Eki had been sitting close to the green-roofed building at the far end of the filling station. She continued staring at the different kinds of cakes and baked things on the long and massive show glass directly in front of her. She was familiar with snacks like these. Kids hawked them all over Santana market. But these ones were a bit different. The meat pies were not as brownish as the ones she had seen at the market. And the cakes looked bigger and healthier, as though someone had injected them with fat. She imagined what miracle a bite of the healthy looking meat pies would perform in her stomach. Her left hand instinctively went to her stomach. She felt another pang of hunger. This was getting more frustrating by the minute. How was she supposed to buy snacks when she had no money? The sharp smell of fuel stung her nostrils and brought tears to her eyes. Eki turned away from the show glass. There was no point remaining there when she had no money. She would try to beg some money off the motorists that came to get fuel. She had never begged money from a stranger before, and the thought frightened her.
“Madam abeg, you fit gimme small thing? Make I take chop I beg.” The hunger had finally pushed Eki to a gorgeously dressed woman who had just stepped out of her red Honda Accord to buy fuel.
“Abeg abeg abeg, shift go that side. I be like mother Christmas for your eye?” The woman made a sweeping motion with her hands as though she was chasing away a bad dog. “See as you be like rat wey wan die. Mtchewwww!”
Eki stared at the woman as she hissed. She had pouted her lips in such a manner that made Eki smile. She forgot her hunger for a moment. She was wondering how the woman could have made her hiss last that long.
“You still dey there? Tar!”
Eki moved back many paces.
The woman finished and got back in her car, rolling her eyes at Eki as she drove away.
Eki was discouraged. What kind of woman was that? She was still wondering when someone called to her. Eki turned round.
“Take.” The fuel attendant stretched a dirty curled up one hundred naira note in her direction. She was a tall young lady with kind eyes.
“Thank you ma. God go bless you!” Eki almost knelt down in appreciation. She quickly put the money into the left pocket of her dress. The right pocket had a large hole an adult rat could fit into. She wasn’t about to take the risk of losing her money.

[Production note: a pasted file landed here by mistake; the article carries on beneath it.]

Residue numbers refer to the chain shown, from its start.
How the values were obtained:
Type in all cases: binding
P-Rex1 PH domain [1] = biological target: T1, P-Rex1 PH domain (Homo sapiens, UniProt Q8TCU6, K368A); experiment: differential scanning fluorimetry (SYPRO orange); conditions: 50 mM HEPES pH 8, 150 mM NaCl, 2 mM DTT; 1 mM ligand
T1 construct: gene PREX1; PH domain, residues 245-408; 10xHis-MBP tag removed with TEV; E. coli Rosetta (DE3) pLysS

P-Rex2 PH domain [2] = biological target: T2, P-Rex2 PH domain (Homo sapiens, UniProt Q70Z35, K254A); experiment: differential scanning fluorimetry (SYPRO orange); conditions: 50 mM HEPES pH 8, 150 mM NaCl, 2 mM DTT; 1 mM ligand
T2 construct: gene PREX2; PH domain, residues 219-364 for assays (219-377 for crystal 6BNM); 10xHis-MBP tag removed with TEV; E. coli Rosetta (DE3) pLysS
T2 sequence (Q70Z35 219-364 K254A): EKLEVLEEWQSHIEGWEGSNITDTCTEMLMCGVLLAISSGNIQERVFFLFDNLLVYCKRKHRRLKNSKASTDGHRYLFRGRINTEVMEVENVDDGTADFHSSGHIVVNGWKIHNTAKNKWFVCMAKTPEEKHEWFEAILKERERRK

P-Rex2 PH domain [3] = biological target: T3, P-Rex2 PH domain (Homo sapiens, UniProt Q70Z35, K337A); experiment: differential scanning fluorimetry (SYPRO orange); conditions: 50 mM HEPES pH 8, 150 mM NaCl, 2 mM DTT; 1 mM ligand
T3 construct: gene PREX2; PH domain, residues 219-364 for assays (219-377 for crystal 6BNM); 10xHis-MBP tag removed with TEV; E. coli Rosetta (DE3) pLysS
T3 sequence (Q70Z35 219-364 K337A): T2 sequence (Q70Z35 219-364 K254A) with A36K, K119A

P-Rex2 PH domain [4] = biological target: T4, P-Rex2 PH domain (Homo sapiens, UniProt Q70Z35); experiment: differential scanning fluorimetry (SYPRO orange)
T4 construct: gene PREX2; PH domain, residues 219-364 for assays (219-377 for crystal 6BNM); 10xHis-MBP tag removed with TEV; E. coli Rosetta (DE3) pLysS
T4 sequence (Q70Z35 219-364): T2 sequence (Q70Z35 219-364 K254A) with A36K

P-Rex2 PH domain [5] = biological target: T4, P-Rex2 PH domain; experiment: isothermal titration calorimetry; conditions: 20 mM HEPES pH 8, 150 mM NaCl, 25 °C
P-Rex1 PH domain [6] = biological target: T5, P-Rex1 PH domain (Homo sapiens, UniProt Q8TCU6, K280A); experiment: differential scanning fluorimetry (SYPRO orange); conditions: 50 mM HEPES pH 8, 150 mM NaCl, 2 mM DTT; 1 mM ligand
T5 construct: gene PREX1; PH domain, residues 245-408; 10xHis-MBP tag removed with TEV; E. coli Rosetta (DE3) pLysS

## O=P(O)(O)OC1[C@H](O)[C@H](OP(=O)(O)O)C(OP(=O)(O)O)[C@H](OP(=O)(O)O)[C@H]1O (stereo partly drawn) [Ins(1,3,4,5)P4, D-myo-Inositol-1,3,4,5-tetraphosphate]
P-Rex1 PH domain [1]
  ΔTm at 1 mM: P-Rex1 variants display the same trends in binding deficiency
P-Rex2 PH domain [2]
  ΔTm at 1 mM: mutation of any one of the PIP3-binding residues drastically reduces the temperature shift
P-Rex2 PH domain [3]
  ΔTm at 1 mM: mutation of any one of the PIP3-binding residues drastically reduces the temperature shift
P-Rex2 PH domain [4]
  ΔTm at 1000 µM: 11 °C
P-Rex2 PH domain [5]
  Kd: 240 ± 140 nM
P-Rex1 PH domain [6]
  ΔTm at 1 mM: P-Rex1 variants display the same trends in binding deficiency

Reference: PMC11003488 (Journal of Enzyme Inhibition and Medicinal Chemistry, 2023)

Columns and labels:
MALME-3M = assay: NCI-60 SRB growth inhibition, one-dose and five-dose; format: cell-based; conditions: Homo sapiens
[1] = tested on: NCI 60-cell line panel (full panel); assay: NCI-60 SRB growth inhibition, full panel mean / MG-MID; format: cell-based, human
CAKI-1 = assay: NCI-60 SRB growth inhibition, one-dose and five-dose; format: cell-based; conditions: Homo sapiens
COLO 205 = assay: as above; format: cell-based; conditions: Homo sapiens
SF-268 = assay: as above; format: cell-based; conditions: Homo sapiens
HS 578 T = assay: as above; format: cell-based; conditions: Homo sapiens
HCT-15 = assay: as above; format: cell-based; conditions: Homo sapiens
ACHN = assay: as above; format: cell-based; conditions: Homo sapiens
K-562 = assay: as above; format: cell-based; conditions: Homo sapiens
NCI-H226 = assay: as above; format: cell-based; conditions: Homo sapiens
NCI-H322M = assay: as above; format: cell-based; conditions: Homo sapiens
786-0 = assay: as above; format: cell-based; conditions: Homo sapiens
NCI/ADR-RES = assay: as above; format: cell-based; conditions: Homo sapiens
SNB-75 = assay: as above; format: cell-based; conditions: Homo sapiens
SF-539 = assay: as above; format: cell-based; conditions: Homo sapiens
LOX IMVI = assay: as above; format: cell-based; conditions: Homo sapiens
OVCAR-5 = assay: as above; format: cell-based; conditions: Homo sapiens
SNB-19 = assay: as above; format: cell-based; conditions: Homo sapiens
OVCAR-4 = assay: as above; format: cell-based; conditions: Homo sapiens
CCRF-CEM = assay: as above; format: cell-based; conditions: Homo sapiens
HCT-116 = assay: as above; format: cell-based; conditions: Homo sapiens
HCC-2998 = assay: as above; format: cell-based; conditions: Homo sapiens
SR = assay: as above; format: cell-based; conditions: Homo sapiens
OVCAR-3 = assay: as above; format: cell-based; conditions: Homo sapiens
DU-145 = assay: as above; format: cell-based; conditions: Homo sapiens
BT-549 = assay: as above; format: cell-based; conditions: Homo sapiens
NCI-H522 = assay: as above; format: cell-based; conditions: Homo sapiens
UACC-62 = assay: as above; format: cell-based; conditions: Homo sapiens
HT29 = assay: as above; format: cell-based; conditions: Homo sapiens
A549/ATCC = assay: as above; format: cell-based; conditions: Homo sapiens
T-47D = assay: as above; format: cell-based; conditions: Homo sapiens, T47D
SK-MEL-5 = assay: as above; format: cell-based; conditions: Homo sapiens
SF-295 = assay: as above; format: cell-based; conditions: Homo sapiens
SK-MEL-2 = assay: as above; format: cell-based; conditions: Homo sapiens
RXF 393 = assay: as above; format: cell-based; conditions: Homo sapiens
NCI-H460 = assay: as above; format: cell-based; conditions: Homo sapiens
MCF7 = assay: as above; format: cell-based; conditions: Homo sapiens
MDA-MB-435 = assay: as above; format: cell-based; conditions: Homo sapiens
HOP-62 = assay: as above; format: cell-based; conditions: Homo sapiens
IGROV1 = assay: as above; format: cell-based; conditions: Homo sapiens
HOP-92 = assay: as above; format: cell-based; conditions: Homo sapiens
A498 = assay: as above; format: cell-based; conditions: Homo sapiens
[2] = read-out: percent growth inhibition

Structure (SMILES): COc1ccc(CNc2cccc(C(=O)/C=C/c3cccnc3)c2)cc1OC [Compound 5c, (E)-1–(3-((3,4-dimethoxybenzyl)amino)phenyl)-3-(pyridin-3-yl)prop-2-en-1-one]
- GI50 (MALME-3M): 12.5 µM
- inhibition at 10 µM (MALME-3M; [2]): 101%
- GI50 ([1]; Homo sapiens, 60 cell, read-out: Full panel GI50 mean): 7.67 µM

The fuel attendant kept staring at the child as she went towards the show glass. She felt so sorry for her.
Eki dipped her hand into the left pocket of her torn dress to retrieve her money. Her hand came out with the one hundred naira note and a card. It was the card Madam Esther had given her the previous day. Eki had completely forgotten about it.
“Madam we don search the whole Park. No family like the one you described ma.” The sergeant that had spoken had his gun at the ready.
“Please turn your gun away from my face ooo.” Esther smiled at the police man. “I nor fit for accidental discharge I beg.”
“No worry madam.” The sergeant replied. The safety is on.”
“Even at that please!” Esther had spent close to an hour at the park. She had suspected she had arrived too late. Now she was certain.
“What do we do now?” The sergeant spoke again.
“Wait a bit. Let me think.” Esther was not about to settle a squad of policemen for sending them on a wild goose chase. She would rather have them around a bit more. They had to work for their pay.
“Who told the sun, where to hide in the morning…” Esther opened her phone and swiped the answer button, cutting the ring tone in the process.
“Hello ma… Ehn… na Eki ma.”
“Eki? Thank goodness!” Esther let out her breath in a sigh of relief.
“No ma, no be goodness. Na me, Eki… Hello…”
Esther smiled. She could not conceal her Joy. “Eki I know it’s you. Where you dey? I’ve been searching all over for you?”
“Sorry ma’am I run. I dey filling station for…” There was a pause at the other end, followed by static. “… I dey close to Akpakpava ma. For inside Oando filli station.”
“Good, please wait for me where you are, okay?”
Esther cut the call and put on her business face. “Sergeant, let’s go to Oando fueling station at Akpakpava.”
The policeman nodded.
“And I need to call my office immediately.” She got into her car and pulled it out of the park.
A police van got in front of her and another followed behind. Esther smiled. Now the policemen were about to work for their money.
Somewhere else, a dirty cab drove a family into an equally dirty compound at Ujie-Oro Street, off mission road, Uromi. The family got down one after the other. The woman carried her wailing baby out first. She was followed by her seven year old daughter who dragged her four year old brother out of the cab with a vengeance. The man got down last. He paid for the cab and looked angrily at his family. He wanted to wake up from this terrible dream.
To be continued…